New Democratic Party leader Thomas Mulcair dismissed on Tuesday criticism of him from the premiers of B.C., Alberta and Saskatchewan, saying they’re simply acting as Prime Minister Stephen Harper’s “messengers” in the NDP’s fight with Harper over the impact of the oil sands industry on the Canadian economy.
Mulcair said Harper, an economist, knows the NDP is correct in asserting that booming bitumen exports hurt Canadian manufacturers and cause huge job losses.
“He’s not going to try to contest that. What he’s going to try to do is send in messengers to take that argument to me. I’m not responding to any of them,” Mulcair said in an interview.To be fair, Mulcair was more reserved in subsequent comments, but this dismissive tone towards three Premiers, nothing good can come of it politically. Never mind the political orientation of the "messengers", Mulcair's Achilles heel shows here, seemingly driving wedges without considering the ramifications.
The chief problem I foresee for Mulcair, shedding this well deserved perception that he "can't work with anyone". A leader has to demonstrate certain tact and nuance, Mulcair here seems to relish making enemies, his reference was derogatory. As well, the "I'm not responding to any of them" denotes a certain dismissive arrogance. A federal leader can't just fluff off multiple premiers as though bit players in a bigger battle with Ottawa, that's a recipe for trouble, BIG trouble.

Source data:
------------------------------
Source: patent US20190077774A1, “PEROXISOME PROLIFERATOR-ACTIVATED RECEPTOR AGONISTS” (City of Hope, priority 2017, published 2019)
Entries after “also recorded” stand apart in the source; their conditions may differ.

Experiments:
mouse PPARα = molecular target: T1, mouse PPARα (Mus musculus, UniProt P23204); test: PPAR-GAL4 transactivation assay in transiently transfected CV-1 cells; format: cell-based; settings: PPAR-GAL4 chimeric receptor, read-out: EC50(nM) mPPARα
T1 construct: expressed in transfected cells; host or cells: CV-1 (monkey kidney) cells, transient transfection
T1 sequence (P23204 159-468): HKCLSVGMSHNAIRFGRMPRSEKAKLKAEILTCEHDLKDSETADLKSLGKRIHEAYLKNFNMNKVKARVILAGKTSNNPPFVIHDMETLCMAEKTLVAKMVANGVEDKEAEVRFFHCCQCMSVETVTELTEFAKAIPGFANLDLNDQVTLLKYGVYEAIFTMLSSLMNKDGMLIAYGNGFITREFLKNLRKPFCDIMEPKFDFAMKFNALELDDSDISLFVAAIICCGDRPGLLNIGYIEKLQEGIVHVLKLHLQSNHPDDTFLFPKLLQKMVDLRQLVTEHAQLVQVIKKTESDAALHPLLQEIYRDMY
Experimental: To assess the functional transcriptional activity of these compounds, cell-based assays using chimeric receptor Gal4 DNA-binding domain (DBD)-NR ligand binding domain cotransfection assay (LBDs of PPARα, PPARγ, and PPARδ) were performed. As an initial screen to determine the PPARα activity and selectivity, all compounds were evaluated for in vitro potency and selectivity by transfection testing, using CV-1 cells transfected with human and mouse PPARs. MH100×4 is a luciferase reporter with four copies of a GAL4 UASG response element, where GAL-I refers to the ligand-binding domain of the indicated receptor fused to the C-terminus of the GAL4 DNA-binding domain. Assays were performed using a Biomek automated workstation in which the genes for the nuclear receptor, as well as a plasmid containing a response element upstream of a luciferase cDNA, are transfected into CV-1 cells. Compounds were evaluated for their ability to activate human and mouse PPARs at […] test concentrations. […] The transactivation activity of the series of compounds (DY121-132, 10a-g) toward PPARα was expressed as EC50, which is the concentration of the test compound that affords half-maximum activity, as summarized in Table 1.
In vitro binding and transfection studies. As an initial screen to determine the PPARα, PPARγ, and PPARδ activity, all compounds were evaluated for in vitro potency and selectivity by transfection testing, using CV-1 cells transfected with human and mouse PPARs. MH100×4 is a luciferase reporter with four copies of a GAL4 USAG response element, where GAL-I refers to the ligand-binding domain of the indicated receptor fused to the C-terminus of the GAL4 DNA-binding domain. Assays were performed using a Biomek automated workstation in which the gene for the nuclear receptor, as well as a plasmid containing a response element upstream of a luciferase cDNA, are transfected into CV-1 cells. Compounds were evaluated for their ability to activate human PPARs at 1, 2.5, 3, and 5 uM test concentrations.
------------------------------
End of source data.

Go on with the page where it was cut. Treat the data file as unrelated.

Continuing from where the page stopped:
Mulcair also floats a conspiracy theory flavour, something he's done before, a trait that will translate into Canadians NEVER giving him the keys if it continues. The PM is on the phone directing provincial leaders to undermine Mulcair, even if true, basic political acumen says NEVER go there.
What started out as an economic argument- one with some merit that does deserve intellectual consideration- is quickly morphing into an unhelpful pissing match. Mulcair's personality is taking this argument in needless directions, rather than a constructive argument about regional disparity and overarching national interests, we are witnessing a bit of a "bull in a china shop" scenario.
Mulcair may not respond to "any of them", but I suspect "all of them" will respond to the messenger cracks and it won't be flattering. Again political leanings aside, there isn't much upside in going to war unnecessarily, tit for tat, a more diplomatic and careful tone a much better navigator. Instead, Mulcair has managed to alienate in short order. Mulcair's brief reign already demonstrating the concerns many in his own ranks expressed were justified.
So far, not so good....